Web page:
The autograph cards I pulled were of Jovante Moffatt, a safety out of Middle Tennessee State; Terrell Burgess, a safety out of Utah; and Tra Minter, a running back out of South Alabama.
Sage Hit Premier Draft 2020 Low Series football cards are a nice way to scratch that itch for the NFL draft. With so few sports options available, this is an easy set to collect. Will any of the players have fruitful NFL careers? It’s hard to say. But for now, it’s fun to speculate.
Here is a story I wrote for Sports Collectors Daily previewing the 2020 Topps Heritage Minor League Baseball:
Baseball is more than a sport in Cuba. It is a passion.
Plenty of books have been written about baseball on the Caribbean island that sits south of Florida, but all of them concentrate on men.
You can roll the good works off your tongue: Roberto González Echevarría’s 1999 book, The Pride of Havana; Peter C. Bjarkman’s A History of Cuban Baseball, 1864-2006, in 2007; [RD1] and César Brioso’s award-winning 2019 book, Last Seasons in Havana.
Kat D. Williams has taken a different angle, concentrating on women’s baseball, and specifically, the career of Isabel “Lefty” Alvarez.
Williams, a professor of American history at Marshall University, has written a warm, sentimental biography about a woman who first came to the United States from Cuba as a teenager. In Isabel “Lefty” Alvarez: The Improbable Life of a Cuban American Baseball Star (University of Nebraska Press; hardback; $29.95; 161 pages, release date: May 1), Williams traces Alvarez’s professional career, which included a stint in the All-American Girls Professional Baseball League.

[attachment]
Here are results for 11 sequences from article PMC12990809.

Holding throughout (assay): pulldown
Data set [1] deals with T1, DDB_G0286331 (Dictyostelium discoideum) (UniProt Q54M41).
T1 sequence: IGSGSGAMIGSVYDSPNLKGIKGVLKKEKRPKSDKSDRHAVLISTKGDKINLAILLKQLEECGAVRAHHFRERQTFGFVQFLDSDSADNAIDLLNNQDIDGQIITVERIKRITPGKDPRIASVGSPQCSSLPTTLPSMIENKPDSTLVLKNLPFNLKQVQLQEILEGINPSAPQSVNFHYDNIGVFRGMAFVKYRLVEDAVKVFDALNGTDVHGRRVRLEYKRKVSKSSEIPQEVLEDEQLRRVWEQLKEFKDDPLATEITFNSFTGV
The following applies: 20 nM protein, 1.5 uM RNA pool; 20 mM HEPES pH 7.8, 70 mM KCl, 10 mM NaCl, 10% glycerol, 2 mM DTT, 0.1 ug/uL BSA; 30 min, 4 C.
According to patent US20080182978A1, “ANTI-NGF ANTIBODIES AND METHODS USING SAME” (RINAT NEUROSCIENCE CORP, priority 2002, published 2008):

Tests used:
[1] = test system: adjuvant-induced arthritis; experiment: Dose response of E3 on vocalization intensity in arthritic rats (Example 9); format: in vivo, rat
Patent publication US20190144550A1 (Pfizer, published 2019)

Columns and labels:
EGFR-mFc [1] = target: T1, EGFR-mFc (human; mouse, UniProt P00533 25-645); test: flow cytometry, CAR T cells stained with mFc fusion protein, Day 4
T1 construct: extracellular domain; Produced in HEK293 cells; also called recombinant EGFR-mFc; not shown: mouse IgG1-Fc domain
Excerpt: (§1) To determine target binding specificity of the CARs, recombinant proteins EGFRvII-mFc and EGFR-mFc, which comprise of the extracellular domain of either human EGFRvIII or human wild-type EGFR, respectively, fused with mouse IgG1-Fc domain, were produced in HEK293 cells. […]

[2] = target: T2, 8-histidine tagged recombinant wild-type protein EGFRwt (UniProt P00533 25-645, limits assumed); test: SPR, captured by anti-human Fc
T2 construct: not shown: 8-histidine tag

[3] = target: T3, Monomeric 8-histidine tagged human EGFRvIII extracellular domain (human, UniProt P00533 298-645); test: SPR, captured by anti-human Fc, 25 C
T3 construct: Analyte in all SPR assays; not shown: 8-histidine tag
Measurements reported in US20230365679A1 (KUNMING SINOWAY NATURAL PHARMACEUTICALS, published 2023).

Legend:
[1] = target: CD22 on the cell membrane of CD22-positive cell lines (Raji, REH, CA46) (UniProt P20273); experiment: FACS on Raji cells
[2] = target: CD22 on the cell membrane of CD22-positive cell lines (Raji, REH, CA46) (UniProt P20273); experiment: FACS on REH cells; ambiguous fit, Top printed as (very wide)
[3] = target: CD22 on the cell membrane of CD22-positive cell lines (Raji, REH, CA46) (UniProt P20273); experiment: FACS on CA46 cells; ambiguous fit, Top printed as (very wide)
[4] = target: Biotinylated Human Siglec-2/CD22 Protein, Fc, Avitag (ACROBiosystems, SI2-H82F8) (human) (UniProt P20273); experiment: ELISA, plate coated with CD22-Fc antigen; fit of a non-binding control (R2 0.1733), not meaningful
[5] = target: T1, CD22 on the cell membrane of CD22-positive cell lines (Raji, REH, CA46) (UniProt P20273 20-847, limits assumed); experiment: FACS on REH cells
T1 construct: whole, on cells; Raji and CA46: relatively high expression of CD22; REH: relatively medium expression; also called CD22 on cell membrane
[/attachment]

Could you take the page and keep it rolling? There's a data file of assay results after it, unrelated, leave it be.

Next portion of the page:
Williams employs a different technique to tell Alvarez’s life story, a concept she calls “sport-identity.”
Alvarez, Williams argues, relied on the identity she created during her athletic days “to survive a difficult life.”
Indeed, Alvarez would have to rely on the “sport part of myself” many times in her career, Williams writes. Alvarez’s confidence on the mound evaporated away from the diamond; after her baseball career ended, she battled alcoholism and depression. But baseball defined her life and gave her something to live for in her adopted country.
The 1992 movie, “A League of Their Own,” introduced a new generation of Americans to the AAGPBL. Marvelously directed by Penny Marshall and featuring stars like Tom Hanks, Geena Davis, Lori Petty, Madonna and Rosie O’Donnell, the film was fun to watch. The actual league is what motivated Alvarez to stay in the United States.
“The only reason I am an American citizen is because of baseball,” Alvarez told The Associated Press in 1996.
Williams is board president of the International Women’s Baseball Center. She also wrote 2017’s The All-American Girls after the AAGPBL: How Playing Pro Ball Shaped Their Lives.